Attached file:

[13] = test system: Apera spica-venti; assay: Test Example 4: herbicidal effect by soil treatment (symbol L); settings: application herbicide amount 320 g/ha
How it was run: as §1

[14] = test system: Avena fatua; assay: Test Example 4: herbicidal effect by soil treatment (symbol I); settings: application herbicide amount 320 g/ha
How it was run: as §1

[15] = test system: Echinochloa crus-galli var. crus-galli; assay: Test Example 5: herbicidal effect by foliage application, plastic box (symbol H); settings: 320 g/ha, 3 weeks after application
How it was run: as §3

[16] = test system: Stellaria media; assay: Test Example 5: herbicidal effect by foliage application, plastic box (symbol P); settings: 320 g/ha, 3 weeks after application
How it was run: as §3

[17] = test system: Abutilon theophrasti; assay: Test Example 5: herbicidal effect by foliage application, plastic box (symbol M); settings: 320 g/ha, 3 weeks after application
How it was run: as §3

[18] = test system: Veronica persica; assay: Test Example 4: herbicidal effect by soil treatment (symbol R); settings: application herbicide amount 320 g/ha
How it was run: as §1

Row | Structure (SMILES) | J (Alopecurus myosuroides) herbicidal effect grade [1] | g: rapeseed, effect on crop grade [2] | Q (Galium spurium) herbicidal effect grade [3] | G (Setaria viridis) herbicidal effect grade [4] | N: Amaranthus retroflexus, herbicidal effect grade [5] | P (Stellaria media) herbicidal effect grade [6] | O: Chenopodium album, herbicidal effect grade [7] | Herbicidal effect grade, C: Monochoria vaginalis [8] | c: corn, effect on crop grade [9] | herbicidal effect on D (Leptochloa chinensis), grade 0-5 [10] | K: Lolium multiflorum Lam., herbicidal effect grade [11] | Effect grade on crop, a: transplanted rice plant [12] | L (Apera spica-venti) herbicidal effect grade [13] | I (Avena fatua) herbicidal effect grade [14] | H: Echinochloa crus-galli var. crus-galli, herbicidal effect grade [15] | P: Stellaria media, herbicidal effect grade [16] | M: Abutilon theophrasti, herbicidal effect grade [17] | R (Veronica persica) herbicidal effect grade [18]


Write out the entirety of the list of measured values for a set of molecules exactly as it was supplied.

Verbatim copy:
[13] = test system: Apera spica-venti; assay: Test Example 4: herbicidal effect by soil treatment (symbol L); settings: application herbicide amount 320 g/ha
How it was run: as §1

[14] = test system: Avena fatua; assay: Test Example 4: herbicidal effect by soil treatment (symbol I); settings: application herbicide amount 320 g/ha
How it was run: as §1

[15] = test system: Echinochloa crus-galli var. crus-galli; assay: Test Example 5: herbicidal effect by foliage application, plastic box (symbol H); settings: 320 g/ha, 3 weeks after application
How it was run: as §3

[16] = test system: Stellaria media; assay: Test Example 5: herbicidal effect by foliage application, plastic box (symbol P); settings: 320 g/ha, 3 weeks after application
How it was run: as §3

[17] = test system: Abutilon theophrasti; assay: Test Example 5: herbicidal effect by foliage application, plastic box (symbol M); settings: 320 g/ha, 3 weeks after application
How it was run: as §3

[18] = test system: Veronica persica; assay: Test Example 4: herbicidal effect by soil treatment (symbol R); settings: application herbicide amount 320 g/ha
How it was run: as §1

Row | Structure (SMILES) | J (Alopecurus myosuroides) herbicidal effect grade [1] | g: rapeseed, effect on crop grade [2] | Q (Galium spurium) herbicidal effect grade [3] | G (Setaria viridis) herbicidal effect grade [4] | N: Amaranthus retroflexus, herbicidal effect grade [5] | P (Stellaria media) herbicidal effect grade [6] | O: Chenopodium album, herbicidal effect grade [7] | Herbicidal effect grade, C: Monochoria vaginalis [8] | c: corn, effect on crop grade [9] | herbicidal effect on D (Leptochloa chinensis), grade 0-5 [10] | K: Lolium multiflorum Lam., herbicidal effect grade [11] | Effect grade on crop, a: transplanted rice plant [12] | L (Apera spica-venti) herbicidal effect grade [13] | I (Avena fatua) herbicidal effect grade [14] | H: Echinochloa crus-galli var. crus-galli, herbicidal effect grade [15] | P: Stellaria media, herbicidal effect grade [16] | M: Abutilon theophrasti, herbicidal effect grade [17] | R (Veronica persica) herbicidal effect grade [18]